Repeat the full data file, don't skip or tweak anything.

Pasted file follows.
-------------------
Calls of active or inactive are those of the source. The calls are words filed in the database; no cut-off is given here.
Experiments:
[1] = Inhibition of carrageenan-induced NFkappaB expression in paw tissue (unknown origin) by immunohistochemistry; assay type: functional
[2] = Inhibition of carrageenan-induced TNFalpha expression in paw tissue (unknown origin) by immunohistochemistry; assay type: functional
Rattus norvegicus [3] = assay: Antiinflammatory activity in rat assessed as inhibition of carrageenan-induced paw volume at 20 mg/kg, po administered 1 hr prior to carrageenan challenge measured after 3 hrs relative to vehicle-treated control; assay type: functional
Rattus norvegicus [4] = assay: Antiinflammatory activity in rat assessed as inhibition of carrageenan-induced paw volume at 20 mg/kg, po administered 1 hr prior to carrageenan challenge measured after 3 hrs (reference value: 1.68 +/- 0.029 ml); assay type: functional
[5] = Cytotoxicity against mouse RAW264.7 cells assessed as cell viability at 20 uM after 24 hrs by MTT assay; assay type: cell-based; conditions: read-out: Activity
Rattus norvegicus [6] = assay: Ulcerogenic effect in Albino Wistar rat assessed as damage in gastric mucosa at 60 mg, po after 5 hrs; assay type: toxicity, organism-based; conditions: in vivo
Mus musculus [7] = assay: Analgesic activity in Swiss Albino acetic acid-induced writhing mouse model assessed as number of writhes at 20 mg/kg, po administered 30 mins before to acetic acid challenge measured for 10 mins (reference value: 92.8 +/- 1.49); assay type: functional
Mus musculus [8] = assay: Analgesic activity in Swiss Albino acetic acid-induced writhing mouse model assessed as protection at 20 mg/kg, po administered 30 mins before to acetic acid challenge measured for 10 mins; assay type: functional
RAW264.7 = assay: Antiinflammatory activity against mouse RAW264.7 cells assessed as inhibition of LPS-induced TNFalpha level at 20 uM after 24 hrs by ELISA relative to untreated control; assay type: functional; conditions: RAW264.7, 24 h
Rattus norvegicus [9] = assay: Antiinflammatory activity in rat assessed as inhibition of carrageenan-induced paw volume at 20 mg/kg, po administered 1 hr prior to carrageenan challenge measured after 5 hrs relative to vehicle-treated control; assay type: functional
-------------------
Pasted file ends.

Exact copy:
Calls of active or inactive are those of the source. The calls are words filed in the database; no cut-off is given here.
Experiments:
[1] = Inhibition of carrageenan-induced NFkappaB expression in paw tissue (unknown origin) by immunohistochemistry; assay type: functional
[2] = Inhibition of carrageenan-induced TNFalpha expression in paw tissue (unknown origin) by immunohistochemistry; assay type: functional
Rattus norvegicus [3] = assay: Antiinflammatory activity in rat assessed as inhibition of carrageenan-induced paw volume at 20 mg/kg, po administered 1 hr prior to carrageenan challenge measured after 3 hrs relative to vehicle-treated control; assay type: functional
Rattus norvegicus [4] = assay: Antiinflammatory activity in rat assessed as inhibition of carrageenan-induced paw volume at 20 mg/kg, po administered 1 hr prior to carrageenan challenge measured after 3 hrs (reference value: 1.68 +/- 0.029 ml); assay type: functional
[5] = Cytotoxicity against mouse RAW264.7 cells assessed as cell viability at 20 uM after 24 hrs by MTT assay; assay type: cell-based; conditions: read-out: Activity
Rattus norvegicus [6] = assay: Ulcerogenic effect in Albino Wistar rat assessed as damage in gastric mucosa at 60 mg, po after 5 hrs; assay type: toxicity, organism-based; conditions: in vivo
Mus musculus [7] = assay: Analgesic activity in Swiss Albino acetic acid-induced writhing mouse model assessed as number of writhes at 20 mg/kg, po administered 30 mins before to acetic acid challenge measured for 10 mins (reference value: 92.8 +/- 1.49); assay type: functional
Mus musculus [8] = assay: Analgesic activity in Swiss Albino acetic acid-induced writhing mouse model assessed as protection at 20 mg/kg, po administered 30 mins before to acetic acid challenge measured for 10 mins; assay type: functional
RAW264.7 = assay: Antiinflammatory activity against mouse RAW264.7 cells assessed as inhibition of LPS-induced TNFalpha level at 20 uM after 24 hrs by ELISA relative to untreated control; assay type: functional; conditions: RAW264.7, 24 h
Rattus norvegicus [9] = assay: Antiinflammatory activity in rat assessed as inhibition of carrageenan-induced paw volume at 20 mg/kg, po administered 1 hr prior to carrageenan challenge measured after 5 hrs relative to vehicle-treated control; assay type: functional